Operating times: 8:30am – 4:30pm

Khao Sok National Park

Strictly speaking Khao Sok is not a part of the Krabi Province, but of Surat Thani. We included it in our list anyway, because of two reasons:

  1. You can easily book tours and transportations in Ao Nang or Krabi.
  2. The park stretches over a vast area of 739km² (285mi²). Need we say more?

Yes, that is right. Khao Sok National Park is over seven (!) times the size of Tharn Bok Koranee and that one is already fairly large. So, how could we not include this park? In most of the other parks in the area you could spend a day or two there, but for this Juggernaut you should calculate a little more time than that. Trust us, it is worth it.

Khao Sok is not only one of the largest national parks in Thailand, but also one of the oldest ones in the world. It is even older than the Amazon in South America. How old exactly, you might ask? 160 million years, that’s how old. This national park was also fortunate enough to be mostly spared by human interference, unlike many other national parks in Thailand. This was due to an epidemic in the 1940s that wiped out the large majority of people living there. The remaining survivors had to flee to nearby areas. Then in the 70s student groups kept the Thai army out of the forests and prevented loggers, miners and hunters from destroying the area. They managed to do this for seven years until the beginning of the 1980s. That was when Khao Sok was officially established as a National Park.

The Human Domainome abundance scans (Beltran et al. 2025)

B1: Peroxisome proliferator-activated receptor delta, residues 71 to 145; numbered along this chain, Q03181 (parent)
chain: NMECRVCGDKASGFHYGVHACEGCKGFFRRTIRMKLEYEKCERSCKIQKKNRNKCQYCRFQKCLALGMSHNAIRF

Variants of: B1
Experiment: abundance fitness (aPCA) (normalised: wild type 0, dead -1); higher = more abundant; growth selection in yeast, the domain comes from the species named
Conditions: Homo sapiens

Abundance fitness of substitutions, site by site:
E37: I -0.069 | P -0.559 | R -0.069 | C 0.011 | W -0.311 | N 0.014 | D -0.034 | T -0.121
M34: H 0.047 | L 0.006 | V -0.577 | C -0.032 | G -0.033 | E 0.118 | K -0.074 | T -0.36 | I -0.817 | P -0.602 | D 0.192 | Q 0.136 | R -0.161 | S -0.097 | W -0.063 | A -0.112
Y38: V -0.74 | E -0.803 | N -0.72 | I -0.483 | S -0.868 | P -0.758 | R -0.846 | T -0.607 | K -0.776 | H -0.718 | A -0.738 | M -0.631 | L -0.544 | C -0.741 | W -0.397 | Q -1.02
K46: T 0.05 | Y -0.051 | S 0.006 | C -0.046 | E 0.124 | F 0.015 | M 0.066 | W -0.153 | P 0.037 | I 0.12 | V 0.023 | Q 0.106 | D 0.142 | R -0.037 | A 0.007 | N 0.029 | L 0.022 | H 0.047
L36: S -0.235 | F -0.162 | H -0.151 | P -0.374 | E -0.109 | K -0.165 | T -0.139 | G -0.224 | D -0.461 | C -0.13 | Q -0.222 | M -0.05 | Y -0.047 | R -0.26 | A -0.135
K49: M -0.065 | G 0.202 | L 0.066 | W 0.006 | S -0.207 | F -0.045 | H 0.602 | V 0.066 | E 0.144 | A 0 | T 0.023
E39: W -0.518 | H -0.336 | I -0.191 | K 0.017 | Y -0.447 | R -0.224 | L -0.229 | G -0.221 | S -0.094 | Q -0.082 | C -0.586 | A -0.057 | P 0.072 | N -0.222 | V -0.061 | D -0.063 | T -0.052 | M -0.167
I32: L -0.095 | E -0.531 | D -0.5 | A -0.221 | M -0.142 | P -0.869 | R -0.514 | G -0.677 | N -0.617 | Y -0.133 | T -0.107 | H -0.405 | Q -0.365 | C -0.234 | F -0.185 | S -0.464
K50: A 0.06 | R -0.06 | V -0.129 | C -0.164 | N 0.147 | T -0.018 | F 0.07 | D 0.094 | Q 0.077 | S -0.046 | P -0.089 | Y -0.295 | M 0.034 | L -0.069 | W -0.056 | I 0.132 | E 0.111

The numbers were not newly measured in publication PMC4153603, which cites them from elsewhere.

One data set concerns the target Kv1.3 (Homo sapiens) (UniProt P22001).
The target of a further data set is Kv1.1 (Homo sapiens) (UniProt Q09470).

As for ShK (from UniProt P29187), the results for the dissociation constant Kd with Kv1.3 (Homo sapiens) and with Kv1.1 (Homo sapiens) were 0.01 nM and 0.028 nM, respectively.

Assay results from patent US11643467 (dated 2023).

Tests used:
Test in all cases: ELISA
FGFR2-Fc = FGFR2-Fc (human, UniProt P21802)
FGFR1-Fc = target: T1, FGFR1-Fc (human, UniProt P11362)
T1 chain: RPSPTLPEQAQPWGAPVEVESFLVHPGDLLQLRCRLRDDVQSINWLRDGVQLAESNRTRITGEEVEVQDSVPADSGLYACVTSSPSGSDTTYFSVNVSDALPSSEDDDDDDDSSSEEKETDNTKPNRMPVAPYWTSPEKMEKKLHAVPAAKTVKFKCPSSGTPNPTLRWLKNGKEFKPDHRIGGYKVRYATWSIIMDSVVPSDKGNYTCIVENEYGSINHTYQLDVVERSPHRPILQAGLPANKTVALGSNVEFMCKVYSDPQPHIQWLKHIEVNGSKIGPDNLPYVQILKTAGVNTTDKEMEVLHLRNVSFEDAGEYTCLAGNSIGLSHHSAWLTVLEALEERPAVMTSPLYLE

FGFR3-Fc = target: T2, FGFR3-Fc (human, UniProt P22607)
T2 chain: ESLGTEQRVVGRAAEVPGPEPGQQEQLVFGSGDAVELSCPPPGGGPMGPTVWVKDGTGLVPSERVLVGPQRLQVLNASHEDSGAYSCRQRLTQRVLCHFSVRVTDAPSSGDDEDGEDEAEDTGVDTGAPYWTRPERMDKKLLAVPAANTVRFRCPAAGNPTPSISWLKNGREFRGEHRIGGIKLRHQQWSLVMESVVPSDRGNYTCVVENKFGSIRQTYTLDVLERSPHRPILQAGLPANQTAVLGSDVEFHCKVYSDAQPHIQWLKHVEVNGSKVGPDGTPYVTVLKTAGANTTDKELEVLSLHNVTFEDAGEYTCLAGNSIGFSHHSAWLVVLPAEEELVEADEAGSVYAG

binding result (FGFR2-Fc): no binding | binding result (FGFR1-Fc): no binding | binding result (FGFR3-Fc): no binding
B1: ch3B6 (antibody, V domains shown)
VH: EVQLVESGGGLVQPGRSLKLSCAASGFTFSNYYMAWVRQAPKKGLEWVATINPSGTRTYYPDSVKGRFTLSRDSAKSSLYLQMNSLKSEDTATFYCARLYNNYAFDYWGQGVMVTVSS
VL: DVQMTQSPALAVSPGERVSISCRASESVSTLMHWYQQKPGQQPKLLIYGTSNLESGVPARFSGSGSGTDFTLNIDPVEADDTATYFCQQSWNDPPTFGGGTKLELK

What we are now lucky enough to explore are gigantic rainforest areas, countless waterfalls, caves and lime stone mountains. Khao Sok is also home of 5% of the world’s species! We recommend hiring a local guide to show you around when you first arrive. If you feel really adventurous, then you can also stay overnight in a tent in the middle of the jungle. ‘Sleeping under a starry sky’, should be on ever backpacker’s To-Do list.

For you water enthusiast there is also enough to do. For one, you can rent a canoe and paddle down the Sok River, where you can marvel at various bird and fish species, limestone cliffs and mountain ranges. And then we also have the large and impressive Cheow Lan lake in the very heart of Khao Sok. The construction of the Ratchaprapha Dam created this lake. With this man-made creation came a lot of massive caves like the Diamond Cave, Khang Cow Cave and Nam Talu. The latter for example is 518 meters (1700ft) deep. If you want to stay overnight on the lake, you can do so in one of the many floating raft houses.

As you can see, we wrote quite a bit about Khao Sok National Park and we barely scratched the surface. Let’s wrap it up by saying: Clear your schedule, strap on your hiking boots and wander through the natural wonders of Khao Sok.

Wait! There is more… in Part 2!

Our lovely province in Southern Thailand still has many natural secrets for you to discover. So, make sure to read on to our second part of Krabi’s National Parks by clicking above.